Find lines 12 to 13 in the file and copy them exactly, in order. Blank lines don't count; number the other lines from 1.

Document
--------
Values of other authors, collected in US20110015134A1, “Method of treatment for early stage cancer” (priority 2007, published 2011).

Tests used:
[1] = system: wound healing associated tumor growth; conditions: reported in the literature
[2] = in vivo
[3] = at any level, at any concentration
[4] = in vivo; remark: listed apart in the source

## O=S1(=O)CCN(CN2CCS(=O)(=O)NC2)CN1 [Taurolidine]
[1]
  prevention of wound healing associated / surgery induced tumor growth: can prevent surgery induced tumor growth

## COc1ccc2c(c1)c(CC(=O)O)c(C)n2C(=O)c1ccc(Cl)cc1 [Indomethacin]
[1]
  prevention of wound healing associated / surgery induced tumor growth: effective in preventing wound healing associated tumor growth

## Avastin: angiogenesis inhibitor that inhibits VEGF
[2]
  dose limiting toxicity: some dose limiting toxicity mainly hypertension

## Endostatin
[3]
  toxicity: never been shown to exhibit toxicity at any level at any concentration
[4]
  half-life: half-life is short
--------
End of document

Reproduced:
  prevention of wound healing associated / surgery induced tumor growth: effective in preventing wound healing associated tumor growth

## Avastin: angiogenesis inhibitor that inhibits VEGF